Beef Heart Tartare, Foie Gras, and Puffed Beef Tendon: this is his love letter to his wife. If I were his wife, I would be worried. Nothing says love like puffed beef tendon? Jane loves it conceptually, her heart loves it less. Krista calls it steampunk state tartare. As a chef, Curtis loves that Chris went for beef heart. I do too, I’m just glad I don’t have to eat it.
Scallop, Pancetta Piana and Sea Urchin: it apologizes to his wife for working so much, and serves her favorite things; he actually tears up when describing it, which is a little over the top to me. One critic calls it makeup sex for the sensuality, but Jane thinks, like many apologies, it went too far. To Ruth, it’s the sexiest plate of food ever; apology accepted.
Trippa Napolitana: Chris thanks his great-grandmother for making him a gut man with a nice plate of cow’s stomach lining. They’re skeptical of the brown smear on the side of the plate (pictured above); they debate what it is, and someone guesses charcoal (it’s onion charcoal, per the recipe, but he doesn’t say how to make it. Burn some onions to powder, I’m guessing.). Yeah, edgy is one thing, but putting an unidentified brown smear on a plate of tripe is probably a little much. They decide it’s what Chris left when he peeled out of the house. That’s better than some things it could be. But they do declare it an extraordinary dish.
Blood Sausage, Poached Oysters, and Egg: Chris’s letter to himself is his last supper (hey, that was TC-5), covering air, land, and sea. John calls it “embarrassingly bad;” he’s had better blood sausage, and Chris should’ve brought his A-game. Ouch. I wonder if they asked him to say that, so it wouldn’t look like a runaway. Someone else thinks its bold, and engages the diner in every element. Francis (who, before he went to culinary school, studied English at the University of Michigan) says it’s like taking a swim, basking in the sun from the sky, and a pig comes along and gives you a back rub; it’s the best thing he’s eaten in thirty years.
Overall comments: Kerry’s letters are about himself as a cook, where Chris’s are about him as a person. One meal is going to nurture you into a blissful coma, the other is daring you eat it. Brain vs. palate: which one wins? Do I want to chef who pushes me, or coddles me? To me, this is a lot more interesting than a discussion about who the first course, etc. But if you don’t know who’s going to win by now, you don’t watch much Competitive Reality Television.
They talk to Kerry. He says he do a few tweaks, but like Mitt Romney, he can’t come up with an example. Psst – Kerry – the mustard greens, not getting lobster, remember? James had personal relations with the dishes (really, James, right there at the table?). Francis asks, “What about the letter-to-yourself dish is you?” Kerry mumbles something about unctuous and rich and enjoying something.
Chris’s in the hot seat next. Did he cook for the critics? No, he had to cook for himself. Of course, they’re not letting them off that easy: “Are you more important than the diner?” Curtis questions serving raw cow’s heart as a love letter; Chris says his wife was blown away. She must be a very interesting woman. Ruth was amazed to see something she hadn’t had before, and felt like she’d been missing out on something all her life. Ruth says he went for it; Chris says, “That’s what you asked for.” Kerry looks sulky.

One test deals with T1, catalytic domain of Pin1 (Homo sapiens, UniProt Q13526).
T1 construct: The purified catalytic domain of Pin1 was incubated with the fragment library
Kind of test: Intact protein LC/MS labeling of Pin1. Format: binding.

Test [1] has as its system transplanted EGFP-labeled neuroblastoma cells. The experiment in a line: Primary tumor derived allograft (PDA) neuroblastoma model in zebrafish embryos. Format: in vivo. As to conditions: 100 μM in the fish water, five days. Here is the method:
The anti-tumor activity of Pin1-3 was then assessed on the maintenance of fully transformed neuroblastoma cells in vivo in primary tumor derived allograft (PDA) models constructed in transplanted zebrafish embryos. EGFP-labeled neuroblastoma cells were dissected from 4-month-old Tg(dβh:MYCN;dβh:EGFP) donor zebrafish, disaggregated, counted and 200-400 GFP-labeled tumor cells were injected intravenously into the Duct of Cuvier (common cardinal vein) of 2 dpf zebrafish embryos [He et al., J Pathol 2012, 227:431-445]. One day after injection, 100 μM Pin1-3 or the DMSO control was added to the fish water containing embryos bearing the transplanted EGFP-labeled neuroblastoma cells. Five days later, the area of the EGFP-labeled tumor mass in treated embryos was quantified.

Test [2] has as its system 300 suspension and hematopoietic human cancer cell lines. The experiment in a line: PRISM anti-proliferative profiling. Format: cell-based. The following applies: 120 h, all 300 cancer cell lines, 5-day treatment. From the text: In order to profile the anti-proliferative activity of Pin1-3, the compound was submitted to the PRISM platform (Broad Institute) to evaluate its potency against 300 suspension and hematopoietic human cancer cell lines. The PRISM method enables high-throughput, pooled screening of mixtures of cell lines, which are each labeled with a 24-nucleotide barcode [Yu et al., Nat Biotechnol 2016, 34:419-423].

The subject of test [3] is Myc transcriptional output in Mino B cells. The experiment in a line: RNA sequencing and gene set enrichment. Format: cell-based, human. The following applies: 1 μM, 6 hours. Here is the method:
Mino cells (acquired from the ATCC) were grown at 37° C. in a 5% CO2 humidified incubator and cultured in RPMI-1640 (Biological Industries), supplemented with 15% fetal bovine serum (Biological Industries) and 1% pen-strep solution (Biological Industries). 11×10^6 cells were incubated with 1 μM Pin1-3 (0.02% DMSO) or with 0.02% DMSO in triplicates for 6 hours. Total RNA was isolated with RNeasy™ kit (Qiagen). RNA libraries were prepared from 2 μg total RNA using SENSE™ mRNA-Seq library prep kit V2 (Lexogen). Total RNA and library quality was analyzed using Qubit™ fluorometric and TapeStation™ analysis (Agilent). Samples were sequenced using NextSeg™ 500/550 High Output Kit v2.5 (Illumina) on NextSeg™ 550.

The judges discuss privately while Chris and Kerry assure each other in the kitchen the other has won. James calls it a different worldview. I wouldn’t go that far, but yeah, it’s a different approach to life. Francis recognizes Chris’s dishes are about a deep philosophy as a chef, and who he is. Ruth asks the question: “Do you want to be comforted or thrilled?” And the companion question: “Is there such a thing as too thrilled?”
Now come on, you’ve got to admit – this is the most interesting judging table since that Irish guy talked about throwing plates.
Extraneous Fun Stuff:
Jenni Pulos looks like a Stepford Wife in those “how to decorate your bedroom” spots.
Chris gets 85% of the viewer vote.
No matter what, a decent charity is going to get a lot of money. Maybe fans of the losing chef will be inspired to make contributions to even things out (though that might be difficult; I’m not sure one of them actually has fans). It won’t affect either of their careers at all. So let’s quit talking about the high stakes.
My first post for this season featured a picture of Chris holding guts; did I call it or what. Sure, I had a brief affair with the boys from Maine – I had to – and a little flirtation with Thierry (not to mention some serious ideas about Takashi) but Chris has been around television a long time; he knows how to play it.
Chris wins. That’s a total of $141,000 for The Michael J Fox Foundation for Parkinson’s Research.
We’ll meet again on November 7 for Top Chef Seattle. They promise it’s back to basics – I hope that means no bicycles or shooting ranges. And aren’t you glad they’re now naming the seasons by location instead of numbers?